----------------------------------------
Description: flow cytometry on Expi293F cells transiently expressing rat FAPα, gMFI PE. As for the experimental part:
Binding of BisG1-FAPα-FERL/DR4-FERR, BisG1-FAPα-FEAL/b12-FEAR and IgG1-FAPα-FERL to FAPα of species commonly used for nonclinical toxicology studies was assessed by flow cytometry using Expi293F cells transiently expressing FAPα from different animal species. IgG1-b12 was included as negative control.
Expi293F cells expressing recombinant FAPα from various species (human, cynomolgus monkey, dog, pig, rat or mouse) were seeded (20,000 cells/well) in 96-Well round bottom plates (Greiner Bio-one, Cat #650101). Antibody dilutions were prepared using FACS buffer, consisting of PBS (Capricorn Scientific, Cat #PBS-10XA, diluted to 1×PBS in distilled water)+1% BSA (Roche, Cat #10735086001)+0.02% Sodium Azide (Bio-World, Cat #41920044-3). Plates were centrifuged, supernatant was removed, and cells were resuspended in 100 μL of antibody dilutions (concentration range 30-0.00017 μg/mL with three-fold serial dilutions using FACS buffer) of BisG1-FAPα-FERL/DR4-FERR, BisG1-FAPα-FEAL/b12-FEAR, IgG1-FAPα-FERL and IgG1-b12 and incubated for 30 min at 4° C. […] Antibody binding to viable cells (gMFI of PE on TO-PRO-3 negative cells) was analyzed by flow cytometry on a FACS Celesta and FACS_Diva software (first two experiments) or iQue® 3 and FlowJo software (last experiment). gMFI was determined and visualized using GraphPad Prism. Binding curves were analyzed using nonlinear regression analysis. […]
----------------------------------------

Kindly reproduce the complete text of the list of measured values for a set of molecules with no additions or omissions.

Description: flow cytometry on Expi293F cells transiently expressing rat FAPα, gMFI PE. As for the experimental part:
Binding of BisG1-FAPα-FERL/DR4-FERR, BisG1-FAPα-FEAL/b12-FEAR and IgG1-FAPα-FERL to FAPα of species commonly used for nonclinical toxicology studies was assessed by flow cytometry using Expi293F cells transiently expressing FAPα from different animal species. IgG1-b12 was included as negative control.
Expi293F cells expressing recombinant FAPα from various species (human, cynomolgus monkey, dog, pig, rat or mouse) were seeded (20,000 cells/well) in 96-Well round bottom plates (Greiner Bio-one, Cat #650101). Antibody dilutions were prepared using FACS buffer, consisting of PBS (Capricorn Scientific, Cat #PBS-10XA, diluted to 1×PBS in distilled water)+1% BSA (Roche, Cat #10735086001)+0.02% Sodium Azide (Bio-World, Cat #41920044-3). Plates were centrifuged, supernatant was removed, and cells were resuspended in 100 μL of antibody dilutions (concentration range 30-0.00017 μg/mL with three-fold serial dilutions using FACS buffer) of BisG1-FAPα-FERL/DR4-FERR, BisG1-FAPα-FEAL/b12-FEAR, IgG1-FAPα-FERL and IgG1-b12 and incubated for 30 min at 4° C. […] Antibody binding to viable cells (gMFI of PE on TO-PRO-3 negative cells) was analyzed by flow cytometry on a FACS Celesta and FACS_Diva software (first two experiments) or iQue® 3 and FlowJo software (last experiment). gMFI was determined and visualized using GraphPad Prism. Binding curves were analyzed using nonlinear regression analysis. […]